Saturday, January 28, 2017
When Life Gets in the Way of Genealogy
I spent a pleasant afternoon helping a friend do some very complicated research concerning his Welsh ancestors. We ended up looking at three large rolls of microfilm that turned out to be all in Welsh (Cymraeg or y Gymraeg). Needless to say, my friend was discouraged. Of course, I just looked at the situation as normal.
Another good friend succumbed to the dangers of snow and ice and fell on his way walking to the BYU Family History Library. Unfortunately, he will be laid up for a month or so recovering from the fall. My friends in Mesa, Arizona would point at this incident as a reason to move from the Frozen North to the lovely dessert. I would simply note that I have had any number of my friends in Mesa suffer from falls from even more mundane things than ice and snow. In fact, I had two or more rather spectacular falls walking from my car to my office on sunny, very dry days.
These two experiences actually have a lot in common. Life presents itself as a series of events. Not all of them are unfortunate (despite the perspective of Lemony Snicket) but many of things that happen to us seem to directly affect our desire and/or our ability to find our ancestors. From my own perspective, I try to see all these obstacles as stones in the path to be stepped over rather than using them as reasons to give up and to quit trying.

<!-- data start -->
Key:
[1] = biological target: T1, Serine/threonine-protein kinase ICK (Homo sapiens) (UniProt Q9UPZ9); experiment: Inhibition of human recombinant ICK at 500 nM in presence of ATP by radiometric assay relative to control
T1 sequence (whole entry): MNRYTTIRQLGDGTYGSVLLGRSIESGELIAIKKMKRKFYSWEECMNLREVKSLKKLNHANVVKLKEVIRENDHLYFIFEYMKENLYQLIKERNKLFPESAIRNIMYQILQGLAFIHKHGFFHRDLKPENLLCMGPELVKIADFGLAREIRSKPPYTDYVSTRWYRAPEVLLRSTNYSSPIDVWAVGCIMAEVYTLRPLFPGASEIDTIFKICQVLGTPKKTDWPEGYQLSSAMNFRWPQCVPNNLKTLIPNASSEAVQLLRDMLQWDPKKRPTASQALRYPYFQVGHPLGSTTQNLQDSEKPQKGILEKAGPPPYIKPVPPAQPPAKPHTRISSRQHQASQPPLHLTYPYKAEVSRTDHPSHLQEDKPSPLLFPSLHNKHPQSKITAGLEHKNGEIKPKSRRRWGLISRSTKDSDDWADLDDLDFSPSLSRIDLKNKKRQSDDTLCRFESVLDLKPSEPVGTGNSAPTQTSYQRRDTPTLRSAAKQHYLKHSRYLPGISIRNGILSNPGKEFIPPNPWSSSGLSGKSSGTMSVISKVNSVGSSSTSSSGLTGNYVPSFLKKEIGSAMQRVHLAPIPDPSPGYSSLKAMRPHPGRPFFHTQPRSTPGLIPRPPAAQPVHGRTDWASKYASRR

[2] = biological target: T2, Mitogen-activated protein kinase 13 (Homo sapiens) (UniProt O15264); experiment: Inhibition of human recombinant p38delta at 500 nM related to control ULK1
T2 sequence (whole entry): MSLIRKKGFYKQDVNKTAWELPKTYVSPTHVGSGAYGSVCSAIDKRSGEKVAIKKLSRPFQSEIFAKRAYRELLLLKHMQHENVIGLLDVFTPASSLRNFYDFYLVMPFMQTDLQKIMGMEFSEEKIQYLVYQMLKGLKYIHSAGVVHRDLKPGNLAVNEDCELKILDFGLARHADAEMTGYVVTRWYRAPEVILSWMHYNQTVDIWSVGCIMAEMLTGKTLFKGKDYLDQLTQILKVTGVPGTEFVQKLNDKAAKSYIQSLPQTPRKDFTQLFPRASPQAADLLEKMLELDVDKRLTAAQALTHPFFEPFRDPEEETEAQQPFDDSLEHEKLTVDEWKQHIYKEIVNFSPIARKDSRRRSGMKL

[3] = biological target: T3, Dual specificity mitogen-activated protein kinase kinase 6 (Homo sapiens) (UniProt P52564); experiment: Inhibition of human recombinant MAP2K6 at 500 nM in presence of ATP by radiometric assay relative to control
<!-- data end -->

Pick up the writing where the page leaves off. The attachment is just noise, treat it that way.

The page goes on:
Genealogy has its triumphs, but it also has its days, weeks, months and sometimes years of hard work and frustration. Finding out that your ancestors spoke a language you do not know and probably do not want to learn is just one of the more obvious issues. Since many of us are at a certain age when just getting up and moving around can be a challenge, sitting all day in front of a computer or microfilm reader hour after hour does not have the same attraction it did just a few short years ago.
Most of us are also wrapped up in family, work and leisure activities that do not include a lot of genealogical research. I have any number of friends and acquaintances that do not think that sitting in a library all day is an attractive activity. So, being caught between the physical limitations and surrounded by alternative activity choices has a strong influence on the amount of time most are willing to dedicate to genealogy.
Then why do some of us elect to break the mold and spend an extraordinary amount of time doing genealogical research and closely related activities? Good question. Some of us claim a religious motivation. Some claim benefits of personal insight from learning about their ancestors. Beyond these justifications, there are those of us who feel a compulsion. Being in the latter capacity, I don't really have to get into deep introspection; I just do genealogy all day and sometimes most of the night.